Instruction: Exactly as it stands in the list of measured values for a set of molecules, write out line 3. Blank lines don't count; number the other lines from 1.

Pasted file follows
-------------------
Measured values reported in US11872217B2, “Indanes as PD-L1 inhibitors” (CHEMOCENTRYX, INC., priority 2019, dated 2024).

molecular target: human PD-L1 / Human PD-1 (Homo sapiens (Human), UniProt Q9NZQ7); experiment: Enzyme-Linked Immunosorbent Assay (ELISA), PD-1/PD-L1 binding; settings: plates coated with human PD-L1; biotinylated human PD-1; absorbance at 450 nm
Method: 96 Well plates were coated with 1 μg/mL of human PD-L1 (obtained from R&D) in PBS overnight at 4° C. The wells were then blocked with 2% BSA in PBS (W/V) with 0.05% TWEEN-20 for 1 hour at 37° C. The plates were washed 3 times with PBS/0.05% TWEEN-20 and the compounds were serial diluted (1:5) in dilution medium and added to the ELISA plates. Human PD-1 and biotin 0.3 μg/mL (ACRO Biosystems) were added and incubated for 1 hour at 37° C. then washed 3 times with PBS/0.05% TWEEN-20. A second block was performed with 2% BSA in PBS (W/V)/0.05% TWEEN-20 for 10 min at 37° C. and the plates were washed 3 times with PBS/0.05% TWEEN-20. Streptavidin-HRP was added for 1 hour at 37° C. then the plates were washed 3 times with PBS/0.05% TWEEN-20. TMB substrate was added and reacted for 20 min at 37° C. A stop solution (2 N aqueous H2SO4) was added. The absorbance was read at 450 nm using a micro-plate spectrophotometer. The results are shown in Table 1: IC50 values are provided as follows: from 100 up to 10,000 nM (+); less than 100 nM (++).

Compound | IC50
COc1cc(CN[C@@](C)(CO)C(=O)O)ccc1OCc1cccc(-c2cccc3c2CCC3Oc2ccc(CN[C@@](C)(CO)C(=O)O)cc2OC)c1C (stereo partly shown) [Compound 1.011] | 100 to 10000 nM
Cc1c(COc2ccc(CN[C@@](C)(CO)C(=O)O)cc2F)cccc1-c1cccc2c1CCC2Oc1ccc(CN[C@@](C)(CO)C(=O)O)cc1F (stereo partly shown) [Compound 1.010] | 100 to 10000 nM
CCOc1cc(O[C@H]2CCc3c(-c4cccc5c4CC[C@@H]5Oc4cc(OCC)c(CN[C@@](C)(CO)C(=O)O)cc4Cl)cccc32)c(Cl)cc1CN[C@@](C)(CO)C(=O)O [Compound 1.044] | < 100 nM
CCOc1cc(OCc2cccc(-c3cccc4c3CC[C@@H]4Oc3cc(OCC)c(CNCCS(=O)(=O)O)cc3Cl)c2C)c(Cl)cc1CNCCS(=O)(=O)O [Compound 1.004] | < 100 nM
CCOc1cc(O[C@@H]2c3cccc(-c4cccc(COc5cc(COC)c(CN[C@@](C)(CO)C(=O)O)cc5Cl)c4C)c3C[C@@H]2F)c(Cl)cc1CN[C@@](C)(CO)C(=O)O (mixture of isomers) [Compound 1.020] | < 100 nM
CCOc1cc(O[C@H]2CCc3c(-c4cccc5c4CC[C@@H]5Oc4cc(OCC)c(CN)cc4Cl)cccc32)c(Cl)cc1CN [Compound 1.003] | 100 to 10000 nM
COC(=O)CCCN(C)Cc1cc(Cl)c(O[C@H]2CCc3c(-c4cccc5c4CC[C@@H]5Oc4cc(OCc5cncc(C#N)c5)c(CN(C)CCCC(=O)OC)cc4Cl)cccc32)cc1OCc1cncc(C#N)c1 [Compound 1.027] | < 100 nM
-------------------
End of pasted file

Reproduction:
Method: 96 Well plates were coated with 1 μg/mL of human PD-L1 (obtained from R&D) in PBS overnight at 4° C. The wells were then blocked with 2% BSA in PBS (W/V) with 0.05% TWEEN-20 for 1 hour at 37° C. The plates were washed 3 times with PBS/0.05% TWEEN-20 and the compounds were serial diluted (1:5) in dilution medium and added to the ELISA plates. Human PD-1 and biotin 0.3 μg/mL (ACRO Biosystems) were added and incubated for 1 hour at 37° C. then washed 3 times with PBS/0.05% TWEEN-20. A second block was performed with 2% BSA in PBS (W/V)/0.05% TWEEN-20 for 10 min at 37° C. and the plates were washed 3 times with PBS/0.05% TWEEN-20. Streptavidin-HRP was added for 1 hour at 37° C. then the plates were washed 3 times with PBS/0.05% TWEEN-20. TMB substrate was added and reacted for 20 min at 37° C. A stop solution (2 N aqueous H2SO4) was added. The absorbance was read at 450 nm using a micro-plate spectrophotometer. The results are shown in Table 1: IC50 values are provided as follows: from 100 up to 10,000 nM (+); less than 100 nM (++).